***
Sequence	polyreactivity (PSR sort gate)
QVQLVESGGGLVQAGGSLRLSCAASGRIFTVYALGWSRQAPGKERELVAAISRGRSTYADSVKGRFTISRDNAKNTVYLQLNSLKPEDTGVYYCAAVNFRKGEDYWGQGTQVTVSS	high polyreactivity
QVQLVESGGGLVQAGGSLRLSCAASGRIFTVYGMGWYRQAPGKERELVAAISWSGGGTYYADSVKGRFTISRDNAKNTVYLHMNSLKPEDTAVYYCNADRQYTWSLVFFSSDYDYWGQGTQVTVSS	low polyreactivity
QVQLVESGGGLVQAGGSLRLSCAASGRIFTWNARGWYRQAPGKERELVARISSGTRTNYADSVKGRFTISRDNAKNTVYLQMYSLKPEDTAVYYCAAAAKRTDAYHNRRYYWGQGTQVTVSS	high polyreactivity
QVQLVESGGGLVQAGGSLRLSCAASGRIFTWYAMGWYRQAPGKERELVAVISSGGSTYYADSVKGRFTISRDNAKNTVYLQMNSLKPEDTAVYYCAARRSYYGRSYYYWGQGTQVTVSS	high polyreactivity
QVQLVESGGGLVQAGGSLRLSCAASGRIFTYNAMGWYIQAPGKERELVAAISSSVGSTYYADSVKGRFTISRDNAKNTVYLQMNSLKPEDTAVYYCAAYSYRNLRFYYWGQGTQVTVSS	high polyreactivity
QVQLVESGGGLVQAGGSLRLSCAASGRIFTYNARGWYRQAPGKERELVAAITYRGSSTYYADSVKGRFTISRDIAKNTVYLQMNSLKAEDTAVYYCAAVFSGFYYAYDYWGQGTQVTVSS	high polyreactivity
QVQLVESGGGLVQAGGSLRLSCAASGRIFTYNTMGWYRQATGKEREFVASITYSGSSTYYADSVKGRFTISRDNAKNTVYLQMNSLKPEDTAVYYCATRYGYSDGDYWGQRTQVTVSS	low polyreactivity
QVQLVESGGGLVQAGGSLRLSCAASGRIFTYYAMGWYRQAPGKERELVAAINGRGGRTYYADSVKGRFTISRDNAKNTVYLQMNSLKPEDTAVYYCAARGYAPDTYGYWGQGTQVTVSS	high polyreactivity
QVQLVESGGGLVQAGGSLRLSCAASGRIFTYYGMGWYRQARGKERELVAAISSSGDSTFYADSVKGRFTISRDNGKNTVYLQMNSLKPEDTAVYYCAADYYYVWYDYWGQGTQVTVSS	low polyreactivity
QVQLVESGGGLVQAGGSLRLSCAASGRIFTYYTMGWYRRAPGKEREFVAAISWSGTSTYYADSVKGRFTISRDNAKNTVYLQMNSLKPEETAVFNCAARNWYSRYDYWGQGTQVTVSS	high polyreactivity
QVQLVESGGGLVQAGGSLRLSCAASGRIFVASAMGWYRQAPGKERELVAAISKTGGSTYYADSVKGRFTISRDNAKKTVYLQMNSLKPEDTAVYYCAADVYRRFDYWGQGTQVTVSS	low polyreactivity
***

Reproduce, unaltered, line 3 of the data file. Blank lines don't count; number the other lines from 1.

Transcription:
QVQLVESGGGLVQAGGSLRLSCAASGRIFTVYGMGWYRQAPGKERELVAAISWSGGGTYYADSVKGRFTISRDNAKNTVYLHMNSLKPEDTAVYYCNADRQYTWSLVFFSSDYDYWGQGTQVTVSS	low polyreactivity